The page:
I was thrilled and honoured to have Jessica spend this week with me learning about the world of PR as part of her Work Experience Program. I didn’t have this type of program when I was in high school in the US and wish I had. It is an excellent way to provide Australian students with insights into careers they are considering pursuing in the future.
While we discussed the role of a PR professional, the media landscape, pitching journalists and developing story ideas, we also talked about Cisco and our vision to “Change the way we work, live, play and learn.” It is on the topic of “how the Internet has changed the way we learn”, that Jessica has elected to write the following blog.
Technology: The Heartbeat of Generation Z
Your heart thudding inside your chest is as fundamental to human life as technology is to Generation Z (those born since the late 1990s). Their smartphones, tablets and computers are an extension of themselves. This is evident in their compulsion to constantly check devices as they seek new information, connection and independence. Perhaps what they do not realize is that their lives and learning are dependent on this technology, without which, they could risk losing marks and even a heartbeat.
Still in school, Australia’s Generation Z is immersed in the rapid influx of knowledge and resources that the Internet supplies. They are accustomed to advancements in technologies and the presence of the Internet, which is now supplied in a seamless manner, wirelessly. This gives students the ability to move effortlessly without being hindered by a cable. Other developments in technology have increased the flexible approach to learning; appropriate study techniques; multitasking and optimal usage of time studying.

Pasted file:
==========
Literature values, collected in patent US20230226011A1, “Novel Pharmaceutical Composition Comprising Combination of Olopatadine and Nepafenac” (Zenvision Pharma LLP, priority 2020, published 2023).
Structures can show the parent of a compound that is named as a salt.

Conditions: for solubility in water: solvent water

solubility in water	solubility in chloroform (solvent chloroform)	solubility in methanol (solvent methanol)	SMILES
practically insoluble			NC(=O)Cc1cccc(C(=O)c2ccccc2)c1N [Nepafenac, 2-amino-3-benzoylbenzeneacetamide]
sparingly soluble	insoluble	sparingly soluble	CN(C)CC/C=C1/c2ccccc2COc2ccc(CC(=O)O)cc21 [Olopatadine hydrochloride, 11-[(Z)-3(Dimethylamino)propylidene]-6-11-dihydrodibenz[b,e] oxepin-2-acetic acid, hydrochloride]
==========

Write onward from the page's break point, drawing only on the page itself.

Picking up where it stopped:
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Last month, over 100 Cisco Australia employees from Technical Services, Advanced Services, Service Sales as well as TAC, HR, IT & other functions took part in the Carnival of Change – a fun carnival themed event to launch the Cisco Global Hunger Relief Campaign (GHRC). The Cisco GHRC campaign is a food drive that runs until December 31st, 2013 with the aim of feeding the needy with proceeds in the New South Wales (NSW) region to go to the NSW Foodbank – a charity which aims to end hunger in Australia.
Giving back is something that is ingrained in Cisco’s culture and it was such a delight to see so many employees brave the rain at Gore Hill on the North Shore of Sydney on Nov. 12, 2013 to take part in the fundraising efforts on this day. Here are some of the great outcomes:
- Raised close to $3,600 in direct donations
- $1,500 in online donations, to be triple matched by Cisco
- Over 100 tinned meals to be donated to NSW Foodbank
- Logged almost 150 Australian volunteer hours towards the Cisco Global Hunger Relief Campaign
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This week, San Francisco Mayor Edwin M. Lee is leading a business delegation to Bangalore, India, for a three-day event focused on the San Francisco-Bangalore Sister City Initiative. The initiative, a nonprofit created by Lt. Governor Gavin Newsom, seeks to engage individuals and institutions from both cities in building sustainable 21st century environmental, technological, and cultural ideas, techniques and resources.